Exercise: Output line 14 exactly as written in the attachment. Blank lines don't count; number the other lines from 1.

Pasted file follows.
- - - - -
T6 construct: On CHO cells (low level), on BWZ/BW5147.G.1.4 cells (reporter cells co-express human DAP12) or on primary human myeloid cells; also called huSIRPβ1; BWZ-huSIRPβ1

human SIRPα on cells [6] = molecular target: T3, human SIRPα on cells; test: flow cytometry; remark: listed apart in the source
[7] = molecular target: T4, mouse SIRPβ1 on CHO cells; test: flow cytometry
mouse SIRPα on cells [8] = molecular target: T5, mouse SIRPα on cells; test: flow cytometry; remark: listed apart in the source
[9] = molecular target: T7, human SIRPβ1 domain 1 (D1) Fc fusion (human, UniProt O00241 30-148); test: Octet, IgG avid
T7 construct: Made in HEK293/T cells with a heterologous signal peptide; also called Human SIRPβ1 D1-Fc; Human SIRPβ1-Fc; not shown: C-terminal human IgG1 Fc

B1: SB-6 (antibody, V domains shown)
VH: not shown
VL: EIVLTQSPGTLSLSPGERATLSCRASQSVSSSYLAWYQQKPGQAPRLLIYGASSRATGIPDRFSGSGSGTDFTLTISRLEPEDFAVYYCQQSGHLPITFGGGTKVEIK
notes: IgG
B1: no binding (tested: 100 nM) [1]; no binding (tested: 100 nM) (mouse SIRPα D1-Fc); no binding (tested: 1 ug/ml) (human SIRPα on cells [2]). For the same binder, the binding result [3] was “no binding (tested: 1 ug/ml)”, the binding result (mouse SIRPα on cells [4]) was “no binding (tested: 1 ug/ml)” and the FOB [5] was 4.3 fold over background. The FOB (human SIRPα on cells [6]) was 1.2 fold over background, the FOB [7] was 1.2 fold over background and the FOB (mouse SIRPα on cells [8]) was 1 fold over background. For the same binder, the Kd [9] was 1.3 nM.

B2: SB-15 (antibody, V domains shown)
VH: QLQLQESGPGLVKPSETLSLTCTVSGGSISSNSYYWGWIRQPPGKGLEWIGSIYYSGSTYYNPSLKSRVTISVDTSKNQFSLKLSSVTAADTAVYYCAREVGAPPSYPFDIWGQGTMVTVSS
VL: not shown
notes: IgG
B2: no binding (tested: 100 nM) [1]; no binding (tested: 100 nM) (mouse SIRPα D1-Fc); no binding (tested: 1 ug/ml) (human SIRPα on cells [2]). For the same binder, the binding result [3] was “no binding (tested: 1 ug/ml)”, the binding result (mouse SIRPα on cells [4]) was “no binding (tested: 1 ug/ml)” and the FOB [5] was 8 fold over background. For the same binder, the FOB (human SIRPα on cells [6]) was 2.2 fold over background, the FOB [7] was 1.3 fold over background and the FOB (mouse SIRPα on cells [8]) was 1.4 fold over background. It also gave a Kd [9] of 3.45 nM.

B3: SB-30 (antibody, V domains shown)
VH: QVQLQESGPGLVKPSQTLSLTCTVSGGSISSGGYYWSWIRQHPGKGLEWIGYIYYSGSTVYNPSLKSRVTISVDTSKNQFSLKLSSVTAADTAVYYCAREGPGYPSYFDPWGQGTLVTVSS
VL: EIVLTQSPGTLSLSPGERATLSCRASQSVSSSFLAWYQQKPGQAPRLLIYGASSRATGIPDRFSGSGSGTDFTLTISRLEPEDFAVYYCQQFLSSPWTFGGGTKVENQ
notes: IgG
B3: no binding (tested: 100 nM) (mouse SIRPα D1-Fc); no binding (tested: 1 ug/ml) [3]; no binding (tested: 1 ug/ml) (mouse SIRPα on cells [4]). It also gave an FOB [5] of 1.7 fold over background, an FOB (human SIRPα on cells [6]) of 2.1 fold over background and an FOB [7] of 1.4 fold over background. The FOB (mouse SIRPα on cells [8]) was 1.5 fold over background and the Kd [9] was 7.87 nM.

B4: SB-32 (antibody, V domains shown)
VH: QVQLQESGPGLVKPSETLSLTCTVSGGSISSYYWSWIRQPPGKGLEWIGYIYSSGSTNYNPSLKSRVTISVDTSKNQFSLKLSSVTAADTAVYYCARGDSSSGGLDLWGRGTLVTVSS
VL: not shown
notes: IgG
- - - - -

VL: not shown